Supplementing Honors College Applications with an Optional Essay: Effects on Cohort Differences, First Year Retention, and Ethnic and Gender Disparities
Mohler, McKenzie Leigh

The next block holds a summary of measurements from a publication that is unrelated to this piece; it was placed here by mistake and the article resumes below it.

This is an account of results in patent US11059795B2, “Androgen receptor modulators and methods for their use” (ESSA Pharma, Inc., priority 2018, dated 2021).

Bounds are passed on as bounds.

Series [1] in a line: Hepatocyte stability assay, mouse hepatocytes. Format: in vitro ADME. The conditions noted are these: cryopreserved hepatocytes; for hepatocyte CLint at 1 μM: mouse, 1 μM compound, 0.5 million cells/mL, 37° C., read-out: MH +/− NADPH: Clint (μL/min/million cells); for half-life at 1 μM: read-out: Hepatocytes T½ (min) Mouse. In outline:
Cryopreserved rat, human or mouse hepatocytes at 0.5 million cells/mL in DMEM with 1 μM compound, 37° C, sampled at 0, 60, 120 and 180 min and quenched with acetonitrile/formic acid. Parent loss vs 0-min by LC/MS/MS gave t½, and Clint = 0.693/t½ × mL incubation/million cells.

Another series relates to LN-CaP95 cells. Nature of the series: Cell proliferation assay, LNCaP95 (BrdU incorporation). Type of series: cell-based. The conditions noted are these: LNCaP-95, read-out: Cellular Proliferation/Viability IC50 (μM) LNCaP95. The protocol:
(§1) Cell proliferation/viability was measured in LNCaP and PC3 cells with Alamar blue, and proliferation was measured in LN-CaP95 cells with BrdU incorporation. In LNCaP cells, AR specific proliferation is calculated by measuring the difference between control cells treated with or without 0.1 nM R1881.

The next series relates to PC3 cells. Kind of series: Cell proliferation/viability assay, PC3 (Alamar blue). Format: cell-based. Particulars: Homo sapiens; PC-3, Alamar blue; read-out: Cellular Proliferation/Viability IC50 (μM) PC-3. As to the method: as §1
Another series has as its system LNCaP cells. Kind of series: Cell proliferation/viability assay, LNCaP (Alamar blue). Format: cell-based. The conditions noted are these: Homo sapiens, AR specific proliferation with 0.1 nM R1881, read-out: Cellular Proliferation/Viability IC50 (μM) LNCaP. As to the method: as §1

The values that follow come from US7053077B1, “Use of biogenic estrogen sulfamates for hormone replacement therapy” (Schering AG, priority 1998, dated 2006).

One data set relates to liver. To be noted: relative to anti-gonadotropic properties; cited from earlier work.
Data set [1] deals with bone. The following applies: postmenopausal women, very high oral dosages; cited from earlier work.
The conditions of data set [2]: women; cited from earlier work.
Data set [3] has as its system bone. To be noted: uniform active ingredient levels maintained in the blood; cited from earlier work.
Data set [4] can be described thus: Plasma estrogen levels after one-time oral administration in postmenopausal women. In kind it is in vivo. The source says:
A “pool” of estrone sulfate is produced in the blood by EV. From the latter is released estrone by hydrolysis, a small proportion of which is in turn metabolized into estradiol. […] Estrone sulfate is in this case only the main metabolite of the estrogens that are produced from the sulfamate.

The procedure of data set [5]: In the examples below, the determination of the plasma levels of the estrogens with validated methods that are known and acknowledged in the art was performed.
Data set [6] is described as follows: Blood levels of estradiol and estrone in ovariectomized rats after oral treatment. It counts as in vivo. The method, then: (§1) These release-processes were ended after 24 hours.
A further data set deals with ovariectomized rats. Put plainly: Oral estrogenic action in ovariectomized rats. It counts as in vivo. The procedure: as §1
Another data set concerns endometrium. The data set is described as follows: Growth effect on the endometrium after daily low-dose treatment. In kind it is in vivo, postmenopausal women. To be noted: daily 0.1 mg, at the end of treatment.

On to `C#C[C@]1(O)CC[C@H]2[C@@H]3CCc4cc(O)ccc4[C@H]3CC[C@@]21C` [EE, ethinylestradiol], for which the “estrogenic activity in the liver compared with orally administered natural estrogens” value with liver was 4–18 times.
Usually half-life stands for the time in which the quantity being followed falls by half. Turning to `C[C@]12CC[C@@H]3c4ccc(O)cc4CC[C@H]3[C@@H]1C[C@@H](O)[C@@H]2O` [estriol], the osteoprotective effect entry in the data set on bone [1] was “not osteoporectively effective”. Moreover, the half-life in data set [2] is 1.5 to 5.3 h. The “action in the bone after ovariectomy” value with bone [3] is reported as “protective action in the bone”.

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The purpose of the present study was to examine potential differences in background characteristics and academic achievement of honors students who submitted different types of applications. Students who applied to an honors college using traditional applications (high school grade point average and standardized test scores) were compared to students who applied to the honors college using augmentative applications (adding an optional essay component to the traditional application). Nine hundred and eight six students in two consecutive incoming classes were included in this study, which blended causal-comparative research and correlational research. Sternberg's WICS model was the theoretical framework for the study. Independent variables included matriculation year, type of application submitted, and fall-to-fall retention. Dependent variables included fall-to-fall retention, first-year cumulative grade point average, race or ethnicity, gender, reported parental income, standardized test scores, and high school grade point average. Findings indicated that students admitted in the second cohort when augmentative essays were available only differed from the first cohort in race or ethnicity; the percentage of non-white students significantly increased among the second cohort. Students who submitted augmentative essays when they already met the minimum requirements to join the honors program had lower ACT scores than students who also met the minimum requirements and did not submit an augmentative application. Students who submitted augmentative essays when they did not meet the minimum requirements to join the honors program were less likely to be retained one year later than students who met the minimum requirements, and they had lower first year grade point averages. High school grade point average was the strongest predictor of both fall-to-fall retention and first year grade point average. Recommendations included decreasing reliance on ACT scores in honors admissions and considering other alternative admissions tools to increase honors program student diversity.
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